Doug Howatt, United States
Forge yellow flowers, revive scorched earth.
The fire destroys but readies rebirth.
Soon, you’ll nurture bees and butterflies,
And Natives will trust your tonics and ties.
You’re named for state hero, heroic state,
when manly deeds and deeded mandates
Were wholly witnessed by holy white men
Who massacred masses for acres of land.
The name now embarrasses and we embrace
Not blindness but kindness to human race.
Our firebrands tell us your label is libel
And sweep you away from steep hill, tall steeple.
But time is on your side not ours.
We scorch the earth, you forge yellow flowers.
As a Californian, I wanted to find a native plant to augment the list from the Wildlife Trusts. Several local horticulturalists suggested options that were popular (California Poppy), obscure (Matilja Poppy), and flattering (Douglas Lily). I was tempted by each of them, but I was drawn to the California Flannelbush for its resilience and its small role in today’s culture.
California Flannelbush is a beautiful plant, known for fuzzy, flannel-like leaves and large, yellow flowers. I learned that it is fire-adapted, able to survive and even thrive after a fire, with vigorous new growth. It quickly stabilizes denuded land for other flora and fauna to return and is a valuable source of nectar for bees and butterflies. The Native Americans of California used the plant for harpoons, spears, rope, straps, snares, and nets. They used the inner bark sap as a salve for skin irritations and even gastrointestinal disturbances.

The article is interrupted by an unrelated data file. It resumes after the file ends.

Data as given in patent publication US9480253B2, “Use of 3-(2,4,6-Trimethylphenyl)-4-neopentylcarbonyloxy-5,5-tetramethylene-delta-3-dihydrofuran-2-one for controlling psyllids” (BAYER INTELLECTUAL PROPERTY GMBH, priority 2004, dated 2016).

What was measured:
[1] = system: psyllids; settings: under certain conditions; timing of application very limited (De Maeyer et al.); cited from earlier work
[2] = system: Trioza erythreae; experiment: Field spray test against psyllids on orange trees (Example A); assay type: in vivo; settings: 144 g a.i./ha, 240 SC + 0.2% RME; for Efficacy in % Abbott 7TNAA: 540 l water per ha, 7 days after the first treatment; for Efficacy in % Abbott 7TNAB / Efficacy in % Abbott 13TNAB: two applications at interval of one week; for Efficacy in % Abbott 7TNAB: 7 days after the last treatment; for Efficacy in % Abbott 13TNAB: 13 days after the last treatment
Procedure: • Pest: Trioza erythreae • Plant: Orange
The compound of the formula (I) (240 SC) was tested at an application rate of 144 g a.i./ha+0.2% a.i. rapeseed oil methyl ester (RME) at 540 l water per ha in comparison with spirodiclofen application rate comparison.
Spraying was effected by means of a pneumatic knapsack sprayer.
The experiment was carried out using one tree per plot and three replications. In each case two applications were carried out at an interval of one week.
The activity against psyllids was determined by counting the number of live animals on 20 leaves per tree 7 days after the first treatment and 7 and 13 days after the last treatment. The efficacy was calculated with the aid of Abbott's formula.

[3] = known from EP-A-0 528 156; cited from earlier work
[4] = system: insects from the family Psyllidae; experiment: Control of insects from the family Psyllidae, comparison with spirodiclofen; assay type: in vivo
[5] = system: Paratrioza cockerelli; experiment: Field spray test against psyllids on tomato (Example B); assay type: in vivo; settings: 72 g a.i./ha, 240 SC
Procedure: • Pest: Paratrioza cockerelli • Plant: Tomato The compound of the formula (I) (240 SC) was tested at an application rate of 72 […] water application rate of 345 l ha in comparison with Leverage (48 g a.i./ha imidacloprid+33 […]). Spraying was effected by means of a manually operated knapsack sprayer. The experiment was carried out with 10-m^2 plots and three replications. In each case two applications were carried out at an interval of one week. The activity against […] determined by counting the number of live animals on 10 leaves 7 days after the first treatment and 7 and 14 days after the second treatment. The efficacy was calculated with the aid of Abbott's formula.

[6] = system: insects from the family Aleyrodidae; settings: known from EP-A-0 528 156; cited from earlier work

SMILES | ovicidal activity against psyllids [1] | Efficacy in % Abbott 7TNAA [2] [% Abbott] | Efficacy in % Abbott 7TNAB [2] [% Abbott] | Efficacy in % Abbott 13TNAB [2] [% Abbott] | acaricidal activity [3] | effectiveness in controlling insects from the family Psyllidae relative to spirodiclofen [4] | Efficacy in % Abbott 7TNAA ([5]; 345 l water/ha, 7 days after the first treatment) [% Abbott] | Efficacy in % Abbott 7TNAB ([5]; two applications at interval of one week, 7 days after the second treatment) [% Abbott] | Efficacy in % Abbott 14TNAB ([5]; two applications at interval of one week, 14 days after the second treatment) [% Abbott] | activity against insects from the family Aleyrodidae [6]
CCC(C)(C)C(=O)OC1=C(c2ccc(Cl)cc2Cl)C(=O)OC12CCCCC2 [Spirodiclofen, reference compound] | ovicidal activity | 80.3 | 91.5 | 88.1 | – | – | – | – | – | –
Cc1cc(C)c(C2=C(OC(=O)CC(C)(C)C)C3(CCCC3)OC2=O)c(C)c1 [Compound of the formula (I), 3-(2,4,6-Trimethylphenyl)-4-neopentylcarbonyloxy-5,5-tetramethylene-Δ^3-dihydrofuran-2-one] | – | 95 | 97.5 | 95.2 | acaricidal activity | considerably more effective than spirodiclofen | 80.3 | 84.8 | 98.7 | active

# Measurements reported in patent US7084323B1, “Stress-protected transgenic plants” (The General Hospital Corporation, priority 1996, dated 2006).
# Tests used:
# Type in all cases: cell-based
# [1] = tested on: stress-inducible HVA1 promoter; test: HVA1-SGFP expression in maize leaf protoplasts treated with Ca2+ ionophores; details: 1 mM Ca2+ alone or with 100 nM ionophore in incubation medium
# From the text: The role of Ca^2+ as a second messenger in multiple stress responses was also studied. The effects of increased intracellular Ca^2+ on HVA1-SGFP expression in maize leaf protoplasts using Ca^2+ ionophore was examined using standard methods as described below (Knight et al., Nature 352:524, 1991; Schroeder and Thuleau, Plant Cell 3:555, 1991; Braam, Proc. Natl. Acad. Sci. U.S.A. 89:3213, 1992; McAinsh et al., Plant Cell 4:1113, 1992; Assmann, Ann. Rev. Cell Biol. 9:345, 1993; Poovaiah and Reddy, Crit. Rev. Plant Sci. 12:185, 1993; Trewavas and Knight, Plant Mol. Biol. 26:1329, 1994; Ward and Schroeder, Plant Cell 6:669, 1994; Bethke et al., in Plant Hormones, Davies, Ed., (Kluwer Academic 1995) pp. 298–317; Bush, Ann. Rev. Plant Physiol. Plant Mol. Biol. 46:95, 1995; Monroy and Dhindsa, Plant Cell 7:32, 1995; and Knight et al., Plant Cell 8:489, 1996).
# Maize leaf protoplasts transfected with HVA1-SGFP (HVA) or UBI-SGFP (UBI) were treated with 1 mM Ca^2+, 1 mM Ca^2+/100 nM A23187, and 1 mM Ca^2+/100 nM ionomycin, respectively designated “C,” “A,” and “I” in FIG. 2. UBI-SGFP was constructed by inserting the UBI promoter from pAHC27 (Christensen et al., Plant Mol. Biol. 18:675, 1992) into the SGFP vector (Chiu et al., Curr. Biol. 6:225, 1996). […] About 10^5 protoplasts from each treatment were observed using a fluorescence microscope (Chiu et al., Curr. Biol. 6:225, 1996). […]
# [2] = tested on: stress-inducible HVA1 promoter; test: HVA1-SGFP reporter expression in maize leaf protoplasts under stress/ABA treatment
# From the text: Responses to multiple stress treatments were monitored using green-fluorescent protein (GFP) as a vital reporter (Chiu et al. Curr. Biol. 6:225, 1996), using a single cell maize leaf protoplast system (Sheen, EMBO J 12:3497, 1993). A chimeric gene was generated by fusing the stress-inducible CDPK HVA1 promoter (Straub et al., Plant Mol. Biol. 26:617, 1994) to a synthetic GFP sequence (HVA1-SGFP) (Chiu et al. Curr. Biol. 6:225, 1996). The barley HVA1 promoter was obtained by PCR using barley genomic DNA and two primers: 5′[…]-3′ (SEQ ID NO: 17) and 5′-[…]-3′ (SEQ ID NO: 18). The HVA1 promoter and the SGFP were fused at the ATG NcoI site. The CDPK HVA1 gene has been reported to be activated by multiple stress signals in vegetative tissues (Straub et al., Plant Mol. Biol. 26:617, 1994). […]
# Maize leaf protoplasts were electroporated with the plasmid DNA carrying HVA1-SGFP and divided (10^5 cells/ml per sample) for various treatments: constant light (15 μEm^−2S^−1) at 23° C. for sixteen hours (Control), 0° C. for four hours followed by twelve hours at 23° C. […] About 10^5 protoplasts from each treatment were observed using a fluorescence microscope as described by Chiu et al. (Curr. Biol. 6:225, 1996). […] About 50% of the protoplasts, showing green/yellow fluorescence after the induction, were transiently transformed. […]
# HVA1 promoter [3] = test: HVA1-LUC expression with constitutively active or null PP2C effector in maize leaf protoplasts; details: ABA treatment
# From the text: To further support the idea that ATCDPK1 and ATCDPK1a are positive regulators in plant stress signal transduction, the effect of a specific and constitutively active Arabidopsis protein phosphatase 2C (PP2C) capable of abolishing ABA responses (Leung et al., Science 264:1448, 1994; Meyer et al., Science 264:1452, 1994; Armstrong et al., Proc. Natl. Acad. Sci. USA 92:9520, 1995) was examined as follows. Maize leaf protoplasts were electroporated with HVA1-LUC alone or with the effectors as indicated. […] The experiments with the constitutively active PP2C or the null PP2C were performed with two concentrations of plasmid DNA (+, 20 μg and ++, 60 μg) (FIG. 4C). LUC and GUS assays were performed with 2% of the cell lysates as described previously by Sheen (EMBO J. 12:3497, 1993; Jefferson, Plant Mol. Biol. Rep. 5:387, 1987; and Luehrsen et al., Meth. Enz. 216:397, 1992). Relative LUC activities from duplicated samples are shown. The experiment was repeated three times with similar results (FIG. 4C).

Its botanical name, Fremontodendron californicum, includes the name of John Fremont and the Latin for “from California.” Fremont was a U.S. Army Officer who explored California in the 1840s, finding and naming many plants. A national hero in his time, he has recently become known for atrocities committed against Native Americans, including massacres of thousands in the Sacramento Valley and Klamath Lake. In light of Fremont’s role in these tragedies, the California Native Plant Society renamed its publication from Fremontia to Flora in 2021. The homage to John Fremont had stood since the magazine’s inception 50 years ago.
The plant’s undeserved connection to the decimation of Indigenous people whom it had supported for generations made me think about shifting social perceptions and the rise and fall of cultures. Fremontodendron californicum thrived before Native Americans occupied the lands of California, thrived during racist settler’s widespread brutalities, continues to thrive among today’s Californians, and will no doubt thrive when we are gone. To the plant, we are simply an embarrassing blip in its long history.
Image: Photo by Björn S. under Creative Commons license (cropped)